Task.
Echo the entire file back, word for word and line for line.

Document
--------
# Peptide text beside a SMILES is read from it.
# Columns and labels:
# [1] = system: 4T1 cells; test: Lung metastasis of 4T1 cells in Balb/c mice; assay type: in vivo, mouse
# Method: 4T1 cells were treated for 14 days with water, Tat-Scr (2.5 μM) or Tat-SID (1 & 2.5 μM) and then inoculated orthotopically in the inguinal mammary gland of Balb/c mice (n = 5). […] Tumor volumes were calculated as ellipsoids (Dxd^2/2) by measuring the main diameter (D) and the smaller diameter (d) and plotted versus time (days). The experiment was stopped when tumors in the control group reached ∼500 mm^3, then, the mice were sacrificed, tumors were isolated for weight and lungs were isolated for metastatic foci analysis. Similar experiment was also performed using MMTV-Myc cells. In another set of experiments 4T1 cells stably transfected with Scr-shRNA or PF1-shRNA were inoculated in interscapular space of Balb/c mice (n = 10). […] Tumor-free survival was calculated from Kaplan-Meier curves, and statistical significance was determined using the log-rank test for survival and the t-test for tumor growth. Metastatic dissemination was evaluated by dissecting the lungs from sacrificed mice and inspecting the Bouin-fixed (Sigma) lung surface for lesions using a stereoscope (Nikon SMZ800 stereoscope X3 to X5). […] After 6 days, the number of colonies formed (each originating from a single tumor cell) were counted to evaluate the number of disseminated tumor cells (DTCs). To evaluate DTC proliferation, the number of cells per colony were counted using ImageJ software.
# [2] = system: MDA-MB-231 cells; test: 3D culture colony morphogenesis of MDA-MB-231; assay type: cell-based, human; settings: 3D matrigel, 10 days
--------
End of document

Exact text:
# Peptide text beside a SMILES is read from it.
# Columns and labels:
# [1] = system: 4T1 cells; test: Lung metastasis of 4T1 cells in Balb/c mice; assay type: in vivo, mouse
# Method: 4T1 cells were treated for 14 days with water, Tat-Scr (2.5 μM) or Tat-SID (1 & 2.5 μM) and then inoculated orthotopically in the inguinal mammary gland of Balb/c mice (n = 5). […] Tumor volumes were calculated as ellipsoids (Dxd^2/2) by measuring the main diameter (D) and the smaller diameter (d) and plotted versus time (days). The experiment was stopped when tumors in the control group reached ∼500 mm^3, then, the mice were sacrificed, tumors were isolated for weight and lungs were isolated for metastatic foci analysis. Similar experiment was also performed using MMTV-Myc cells. In another set of experiments 4T1 cells stably transfected with Scr-shRNA or PF1-shRNA were inoculated in interscapular space of Balb/c mice (n = 10). […] Tumor-free survival was calculated from Kaplan-Meier curves, and statistical significance was determined using the log-rank test for survival and the t-test for tumor growth. Metastatic dissemination was evaluated by dissecting the lungs from sacrificed mice and inspecting the Bouin-fixed (Sigma) lung surface for lesions using a stereoscope (Nikon SMZ800 stereoscope X3 to X5). […] After 6 days, the number of colonies formed (each originating from a single tumor cell) were counted to evaluate the number of disseminated tumor cells (DTCs). To evaluate DTC proliferation, the number of cells per colony were counted using ImageJ software.
# [2] = system: MDA-MB-231 cells; test: 3D culture colony morphogenesis of MDA-MB-231; assay type: cell-based, human; settings: 3D matrigel, 10 days